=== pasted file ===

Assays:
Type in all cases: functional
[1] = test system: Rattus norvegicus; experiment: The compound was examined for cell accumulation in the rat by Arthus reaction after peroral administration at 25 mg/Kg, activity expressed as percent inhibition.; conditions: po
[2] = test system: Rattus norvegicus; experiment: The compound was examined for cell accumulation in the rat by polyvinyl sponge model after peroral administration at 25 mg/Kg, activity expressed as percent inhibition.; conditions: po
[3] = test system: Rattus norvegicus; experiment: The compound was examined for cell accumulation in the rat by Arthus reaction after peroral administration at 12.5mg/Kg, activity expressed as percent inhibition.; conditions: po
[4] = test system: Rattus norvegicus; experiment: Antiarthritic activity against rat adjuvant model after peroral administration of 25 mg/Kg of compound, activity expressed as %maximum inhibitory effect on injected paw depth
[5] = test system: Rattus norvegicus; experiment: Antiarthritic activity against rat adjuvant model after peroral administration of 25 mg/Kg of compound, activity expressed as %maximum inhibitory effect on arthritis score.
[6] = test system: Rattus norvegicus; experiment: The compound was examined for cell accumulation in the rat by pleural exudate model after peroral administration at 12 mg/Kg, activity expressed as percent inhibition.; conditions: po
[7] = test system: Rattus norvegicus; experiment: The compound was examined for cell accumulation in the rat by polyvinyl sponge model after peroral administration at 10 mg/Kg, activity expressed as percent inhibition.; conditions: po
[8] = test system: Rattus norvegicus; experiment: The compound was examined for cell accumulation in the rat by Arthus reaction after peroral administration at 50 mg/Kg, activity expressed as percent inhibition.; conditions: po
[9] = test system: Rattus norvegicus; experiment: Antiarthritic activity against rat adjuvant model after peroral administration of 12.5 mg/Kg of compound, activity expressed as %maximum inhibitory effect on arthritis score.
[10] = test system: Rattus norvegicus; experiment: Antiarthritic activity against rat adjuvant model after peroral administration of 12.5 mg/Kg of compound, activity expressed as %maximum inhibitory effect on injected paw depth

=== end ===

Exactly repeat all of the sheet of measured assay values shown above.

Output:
Assays:
Type in all cases: functional
[1] = test system: Rattus norvegicus; experiment: The compound was examined for cell accumulation in the rat by Arthus reaction after peroral administration at 25 mg/Kg, activity expressed as percent inhibition.; conditions: po
[2] = test system: Rattus norvegicus; experiment: The compound was examined for cell accumulation in the rat by polyvinyl sponge model after peroral administration at 25 mg/Kg, activity expressed as percent inhibition.; conditions: po
[3] = test system: Rattus norvegicus; experiment: The compound was examined for cell accumulation in the rat by Arthus reaction after peroral administration at 12.5mg/Kg, activity expressed as percent inhibition.; conditions: po
[4] = test system: Rattus norvegicus; experiment: Antiarthritic activity against rat adjuvant model after peroral administration of 25 mg/Kg of compound, activity expressed as %maximum inhibitory effect on injected paw depth
[5] = test system: Rattus norvegicus; experiment: Antiarthritic activity against rat adjuvant model after peroral administration of 25 mg/Kg of compound, activity expressed as %maximum inhibitory effect on arthritis score.
[6] = test system: Rattus norvegicus; experiment: The compound was examined for cell accumulation in the rat by pleural exudate model after peroral administration at 12 mg/Kg, activity expressed as percent inhibition.; conditions: po
[7] = test system: Rattus norvegicus; experiment: The compound was examined for cell accumulation in the rat by polyvinyl sponge model after peroral administration at 10 mg/Kg, activity expressed as percent inhibition.; conditions: po
[8] = test system: Rattus norvegicus; experiment: The compound was examined for cell accumulation in the rat by Arthus reaction after peroral administration at 50 mg/Kg, activity expressed as percent inhibition.; conditions: po
[9] = test system: Rattus norvegicus; experiment: Antiarthritic activity against rat adjuvant model after peroral administration of 12.5 mg/Kg of compound, activity expressed as %maximum inhibitory effect on arthritis score.
[10] = test system: Rattus norvegicus; experiment: Antiarthritic activity against rat adjuvant model after peroral administration of 12.5 mg/Kg of compound, activity expressed as %maximum inhibitory effect on injected paw depth